This question originally appeared on Quora. Answer by Matthew Clifford.

This is a comparison of the Sun’s diameter versus the diameter of Earth.

The sun in itself has enough space to fit snugly 1.3 million planets the same size of Earth within its scorching envelope -- that’s pretty big, considering the fact that we humans already consider the distance from England to Los Angeles an immense distance.

In order to turn the Sun into a black hole, you must compress all of the matter you see in the flaming ball of plasma above into a certain size -- which is called the Schwarzschild’s radius, or Gravitation radius.

(Extremely simple. You just multiply by two the gravitational constant G (6,674 * 10^-11), then multiply it with the object’s mass divide by the speed of light (299, 792, 458 m/s) squared.)

The concept of this term is pretty simple: If you compress a given sphere into its Schwarzschild’s radius, the escape velocity from the surface of the sphere would be equal with the speed of light -- therefore, forming what we all know as a black hole.

If you were to compress the Sun into its Schwarzschild’s radius, it will be a ball with a diameter of 3 kilometers.

And if you try to compress Earth, you’ll have a black hole the diameter of 9mm.

Now meet S5 0014+81.

It’s the largest black hole ever discovered and is heavier than our Sun by 40 billion times (40, 000, 000, 000) in the last observation.

If you plug in the equation above, you’ll find that this black hole has a Schwarzschild radius of about… 119 billion kilometers, along with a said diameter of about 236,39 billion km.

To give you a better perspective:

You see that tiny red dot I drawn in the middle of the black hole?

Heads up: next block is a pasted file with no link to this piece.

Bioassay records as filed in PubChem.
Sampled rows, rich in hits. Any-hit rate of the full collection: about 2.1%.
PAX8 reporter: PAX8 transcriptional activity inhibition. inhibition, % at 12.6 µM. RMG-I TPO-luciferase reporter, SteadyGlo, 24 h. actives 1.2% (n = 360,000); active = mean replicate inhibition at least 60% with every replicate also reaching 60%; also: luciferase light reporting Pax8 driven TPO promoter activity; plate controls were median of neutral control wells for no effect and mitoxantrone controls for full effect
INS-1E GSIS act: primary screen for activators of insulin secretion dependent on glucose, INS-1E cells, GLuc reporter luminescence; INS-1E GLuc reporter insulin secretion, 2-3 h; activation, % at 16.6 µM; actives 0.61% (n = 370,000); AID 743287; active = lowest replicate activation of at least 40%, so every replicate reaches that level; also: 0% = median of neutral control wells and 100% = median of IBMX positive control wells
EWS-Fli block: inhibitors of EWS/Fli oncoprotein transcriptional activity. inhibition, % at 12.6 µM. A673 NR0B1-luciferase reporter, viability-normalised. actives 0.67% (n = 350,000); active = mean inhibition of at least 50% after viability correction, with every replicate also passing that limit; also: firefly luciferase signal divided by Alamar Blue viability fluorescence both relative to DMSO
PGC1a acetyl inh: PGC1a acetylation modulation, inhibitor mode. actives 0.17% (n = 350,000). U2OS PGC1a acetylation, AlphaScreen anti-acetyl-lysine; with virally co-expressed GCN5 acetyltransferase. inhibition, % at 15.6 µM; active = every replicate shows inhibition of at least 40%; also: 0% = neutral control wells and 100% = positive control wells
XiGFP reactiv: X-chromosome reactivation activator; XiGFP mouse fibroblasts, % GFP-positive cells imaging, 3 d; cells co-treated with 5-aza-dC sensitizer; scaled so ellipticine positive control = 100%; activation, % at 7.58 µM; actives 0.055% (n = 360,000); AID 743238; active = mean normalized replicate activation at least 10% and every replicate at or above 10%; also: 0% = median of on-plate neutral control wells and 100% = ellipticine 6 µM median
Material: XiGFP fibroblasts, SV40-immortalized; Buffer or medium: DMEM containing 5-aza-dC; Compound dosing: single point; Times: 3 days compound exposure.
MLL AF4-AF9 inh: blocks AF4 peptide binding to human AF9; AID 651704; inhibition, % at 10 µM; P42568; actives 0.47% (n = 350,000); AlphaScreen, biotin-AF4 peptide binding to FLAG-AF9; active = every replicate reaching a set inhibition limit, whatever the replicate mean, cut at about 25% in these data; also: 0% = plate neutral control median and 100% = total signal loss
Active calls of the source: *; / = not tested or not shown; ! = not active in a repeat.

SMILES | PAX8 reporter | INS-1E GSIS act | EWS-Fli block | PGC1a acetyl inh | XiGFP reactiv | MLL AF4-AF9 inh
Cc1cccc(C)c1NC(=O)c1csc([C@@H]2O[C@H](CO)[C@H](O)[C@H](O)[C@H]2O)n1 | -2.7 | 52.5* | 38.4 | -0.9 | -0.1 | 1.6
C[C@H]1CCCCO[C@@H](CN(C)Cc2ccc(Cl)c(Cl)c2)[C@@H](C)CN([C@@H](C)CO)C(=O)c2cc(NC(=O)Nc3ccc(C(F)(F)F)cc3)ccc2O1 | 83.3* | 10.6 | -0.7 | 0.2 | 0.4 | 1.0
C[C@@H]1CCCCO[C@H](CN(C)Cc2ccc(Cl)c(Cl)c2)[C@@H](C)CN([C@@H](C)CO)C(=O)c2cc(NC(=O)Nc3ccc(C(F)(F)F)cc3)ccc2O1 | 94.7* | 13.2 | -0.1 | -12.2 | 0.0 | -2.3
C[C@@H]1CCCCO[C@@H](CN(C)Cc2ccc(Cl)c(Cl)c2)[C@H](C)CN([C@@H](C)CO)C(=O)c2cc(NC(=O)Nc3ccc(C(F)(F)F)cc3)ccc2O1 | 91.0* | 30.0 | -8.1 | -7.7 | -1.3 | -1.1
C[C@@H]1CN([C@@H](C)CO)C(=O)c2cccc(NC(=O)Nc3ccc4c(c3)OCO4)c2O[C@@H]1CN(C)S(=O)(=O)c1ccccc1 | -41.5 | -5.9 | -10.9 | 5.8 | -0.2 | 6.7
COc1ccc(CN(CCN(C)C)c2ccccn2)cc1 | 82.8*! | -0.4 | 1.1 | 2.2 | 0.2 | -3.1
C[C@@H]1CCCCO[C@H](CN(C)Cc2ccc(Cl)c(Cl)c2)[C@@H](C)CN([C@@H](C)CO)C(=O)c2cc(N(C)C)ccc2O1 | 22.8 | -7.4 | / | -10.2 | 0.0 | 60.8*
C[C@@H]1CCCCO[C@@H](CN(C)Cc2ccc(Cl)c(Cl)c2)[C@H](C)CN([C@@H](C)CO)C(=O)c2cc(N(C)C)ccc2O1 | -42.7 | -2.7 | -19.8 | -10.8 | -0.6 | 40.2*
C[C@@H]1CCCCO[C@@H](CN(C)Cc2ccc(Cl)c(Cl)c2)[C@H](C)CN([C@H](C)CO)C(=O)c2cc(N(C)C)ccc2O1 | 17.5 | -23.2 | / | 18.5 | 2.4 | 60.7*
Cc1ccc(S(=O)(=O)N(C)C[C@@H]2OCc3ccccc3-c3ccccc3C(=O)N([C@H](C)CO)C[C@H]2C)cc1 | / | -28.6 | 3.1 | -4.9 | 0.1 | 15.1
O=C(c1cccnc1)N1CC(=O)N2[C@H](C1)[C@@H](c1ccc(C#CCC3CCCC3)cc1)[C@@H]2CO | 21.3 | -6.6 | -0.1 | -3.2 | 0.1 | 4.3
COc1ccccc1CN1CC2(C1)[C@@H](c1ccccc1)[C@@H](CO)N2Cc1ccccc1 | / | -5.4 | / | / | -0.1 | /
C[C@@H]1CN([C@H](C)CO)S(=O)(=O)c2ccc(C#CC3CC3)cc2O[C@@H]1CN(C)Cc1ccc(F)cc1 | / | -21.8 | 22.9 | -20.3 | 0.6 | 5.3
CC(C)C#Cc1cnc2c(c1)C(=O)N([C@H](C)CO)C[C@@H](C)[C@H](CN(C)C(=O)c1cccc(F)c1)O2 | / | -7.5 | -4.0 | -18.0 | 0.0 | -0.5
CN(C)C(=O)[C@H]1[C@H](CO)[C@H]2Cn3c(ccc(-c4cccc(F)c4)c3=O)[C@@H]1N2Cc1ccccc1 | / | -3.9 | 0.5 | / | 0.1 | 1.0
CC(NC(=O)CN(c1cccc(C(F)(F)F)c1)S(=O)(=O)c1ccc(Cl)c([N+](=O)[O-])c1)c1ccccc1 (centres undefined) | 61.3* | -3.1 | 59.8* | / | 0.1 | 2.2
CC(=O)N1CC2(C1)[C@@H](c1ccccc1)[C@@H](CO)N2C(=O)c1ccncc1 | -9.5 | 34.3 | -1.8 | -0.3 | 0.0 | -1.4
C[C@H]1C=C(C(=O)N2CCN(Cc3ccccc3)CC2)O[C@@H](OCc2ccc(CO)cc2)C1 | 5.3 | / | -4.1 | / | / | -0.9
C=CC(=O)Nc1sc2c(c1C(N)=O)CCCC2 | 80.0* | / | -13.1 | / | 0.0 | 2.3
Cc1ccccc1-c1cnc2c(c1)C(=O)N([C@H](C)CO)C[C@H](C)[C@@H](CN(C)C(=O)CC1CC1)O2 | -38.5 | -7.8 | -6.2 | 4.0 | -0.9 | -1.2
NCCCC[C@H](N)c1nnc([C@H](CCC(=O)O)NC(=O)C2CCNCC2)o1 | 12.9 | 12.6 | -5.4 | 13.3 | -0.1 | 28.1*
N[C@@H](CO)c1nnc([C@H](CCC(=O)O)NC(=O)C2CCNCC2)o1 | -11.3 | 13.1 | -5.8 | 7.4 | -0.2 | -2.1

That’s this:

Yes, that’s our entire solar system you’re looking at - including Pluto -- Rest in peace :(

S5 0014+81 is 47 times larger in diameter than the distance from Pluto to the Sun, and it takes the spacecraft New Horizon 9 years to travel from Earth to Pluto at the speed of 16.26 kilometers PER SECOND.

I really didn’t expect this answer to gain positive reactions, so let me present one more thing…

BONUS: S5 0014+81’s size isn’t it ‘vanilla’ form -- rather, it’s just a lucky black hole out of many to stumble upon a large amount of ‘food source’ in the process and grow from there by consuming many stars and galactic dusts in its lifetime.

So what if we re-expand our fella right here with all of its bonus mass to its original size using our closest star -- the Sun -- as a marker? Although I understand that there are a lot of complex processes that went into deciding the final size of the star in its formation, this should be looked upon as a food for thought.

The Sun (1 Mo) has a diameter of 1,391,982 kilometers.

S5 0014+81 is 40,000,000,000 Mo.

So the ‘star’ S5 0014+81 should have a diameter of 55,679,280,000,000,000 kilometers.

Or 1804 Parsecs -- 5885 Light years.

That’s 5 times thicker than the thickness of the Milky Way!

The largest star we’ve ever discovered is UY Scuti.

(The most luminous orange one)

It has a diameter of roughly 2.4 billion kilometers. (2,400,000,000 kilometers).

This is how it’s compared to the Sun.

Scroll up to see the diameter of the ‘star’ S5 0014+81.

That’s 23,199,700 times larger than UY Scuti.

Here is a portrayal:

Found it yet?

No?

Cause the Sun isn’t larger than the size of a single pixel in this picture.